More than doubling the number of books available to print disabled people of all ages, today the Internet Archive launched a new service that brings free access to more than 1 million books – from classic 19th Century fiction and current novels to technical guides and research materials – now available in the specially designed format to support those who are blind, dyslexic or otherwise visually impaired.
Part of this announcement was to tell people about the brand new, rebuilt Open Library, which came online yesterday. Knowing that the site would be a new front door to books for print-disabled and visually impaired visitors, we had to make sure that it was accessible, both at the code level, and on all sorts of browsers and devices.
Luckily, one of the team, Lance Arthur, is a total markup rockstar who has been working to web standards throughout the reconstruction of the Open Library site. But, we wanted to make sure, so we’ve worked with several people, tools and organizations over the last month or so to test our accessibility from a variety of angles.
This is a picture of Mike McCabe (Internet Archive staffer responsible for generating these new accessible DAISY files), me and the fabulous Jessie Lorenz, who worked with us on what it was like to use Open Library as a blind person. It was amazing to watch her jump around the site using the keyboard and some screenreading software called Jaws. A entirely different experience to what I’m used to. Jessie suggested a number of straightforward tweaks that we could make to help make the site more navigable. For example:
- Make sure we have title/alt attributes on everything,
- Add the total result count for a search results page into the <h1> so she didn’t have to go search for it;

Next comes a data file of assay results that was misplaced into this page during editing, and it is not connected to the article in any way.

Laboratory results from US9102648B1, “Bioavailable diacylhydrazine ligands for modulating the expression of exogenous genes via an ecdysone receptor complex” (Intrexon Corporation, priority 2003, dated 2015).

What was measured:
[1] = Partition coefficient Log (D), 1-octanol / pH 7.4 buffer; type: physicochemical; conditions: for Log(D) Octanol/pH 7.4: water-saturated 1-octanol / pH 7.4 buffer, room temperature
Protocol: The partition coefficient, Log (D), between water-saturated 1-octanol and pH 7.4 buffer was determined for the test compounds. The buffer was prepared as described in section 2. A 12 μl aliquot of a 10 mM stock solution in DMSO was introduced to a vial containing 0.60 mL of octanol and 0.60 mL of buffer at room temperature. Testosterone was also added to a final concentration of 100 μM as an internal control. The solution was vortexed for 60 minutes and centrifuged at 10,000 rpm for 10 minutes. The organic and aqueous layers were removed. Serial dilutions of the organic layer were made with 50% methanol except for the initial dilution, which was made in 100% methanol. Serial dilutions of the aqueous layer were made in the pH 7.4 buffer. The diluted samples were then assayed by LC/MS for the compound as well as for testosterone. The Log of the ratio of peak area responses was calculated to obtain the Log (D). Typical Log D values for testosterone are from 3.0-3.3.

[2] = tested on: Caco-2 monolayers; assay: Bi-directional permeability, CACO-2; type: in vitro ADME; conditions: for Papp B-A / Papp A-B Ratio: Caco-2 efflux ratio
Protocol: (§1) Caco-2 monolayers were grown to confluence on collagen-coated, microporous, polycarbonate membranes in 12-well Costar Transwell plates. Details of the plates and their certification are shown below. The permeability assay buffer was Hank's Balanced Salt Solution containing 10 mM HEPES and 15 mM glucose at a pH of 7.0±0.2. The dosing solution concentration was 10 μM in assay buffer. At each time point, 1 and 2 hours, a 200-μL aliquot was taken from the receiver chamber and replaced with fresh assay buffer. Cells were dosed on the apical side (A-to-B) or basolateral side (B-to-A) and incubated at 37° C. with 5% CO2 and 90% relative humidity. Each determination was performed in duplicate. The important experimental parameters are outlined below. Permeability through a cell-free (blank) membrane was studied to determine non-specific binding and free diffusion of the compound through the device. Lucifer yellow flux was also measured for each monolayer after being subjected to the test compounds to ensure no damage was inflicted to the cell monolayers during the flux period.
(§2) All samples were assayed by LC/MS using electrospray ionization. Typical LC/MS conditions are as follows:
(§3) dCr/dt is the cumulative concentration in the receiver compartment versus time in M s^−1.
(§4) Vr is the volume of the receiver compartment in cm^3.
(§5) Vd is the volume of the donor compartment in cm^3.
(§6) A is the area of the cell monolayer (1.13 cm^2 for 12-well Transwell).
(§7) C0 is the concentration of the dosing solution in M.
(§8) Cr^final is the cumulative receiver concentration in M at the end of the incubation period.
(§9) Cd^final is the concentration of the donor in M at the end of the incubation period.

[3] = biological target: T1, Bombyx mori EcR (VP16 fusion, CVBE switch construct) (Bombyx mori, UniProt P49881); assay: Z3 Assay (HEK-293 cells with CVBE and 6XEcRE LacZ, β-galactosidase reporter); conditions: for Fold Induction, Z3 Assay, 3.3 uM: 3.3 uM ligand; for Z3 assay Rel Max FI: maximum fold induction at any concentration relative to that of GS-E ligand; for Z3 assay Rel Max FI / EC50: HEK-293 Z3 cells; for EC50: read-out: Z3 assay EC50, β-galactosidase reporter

- Describe the graph on the Subject pages in plain English (before all the numbers) – “There is a graph on this page that displays the publishing history for this subject. On the x-axis is time, and on the y-axis is the count of editions published.”
- Make sure we labelled the top/bottom search fields differently, even though they do the same thing, and more.
Thank you, Jessie!
We also used the W3C Markup Validation Service to check out our pages at the code level, and have passed with flying colours for virtually every page on the site, and made sure all understood and listened to what Open Library sounds like, through the use of a simulator for the Jaws Screen Reader software, which is unfortunately very expensive.
So, back to the announcement we made this morning. The easiest way to access the over 1 million accessible books on Open Library is to head for our new “Accessible Books” subject page that displays them all or to search within them. (There’s a link to that subject page on the new Open Library home page.)
There’s more information about the special DAISY accessible eBook format in the Open Library FAQ, and here’s a useful video from Open XML that explains more about being visually impaired and DAISY:
We’re really excited – not just about the new Open Library site finally being revealed to all, but to be a part of delivering a massive, new, free resource to so many people. It was also a pleasure to collaborate with lots of other Internet Archive staff, so thank you to Brewster Kahle, Jon Hornstein, Mike McCabe, Hank Bromley, Alexis Rossi, Raj Kumar, Sam Stoller, Laura Milvy, Jeff Kaplan, Karen Coyle, Mary Murrell, Calvin Yee, Ralf Muehlen and Michael Ang for all your awesome support.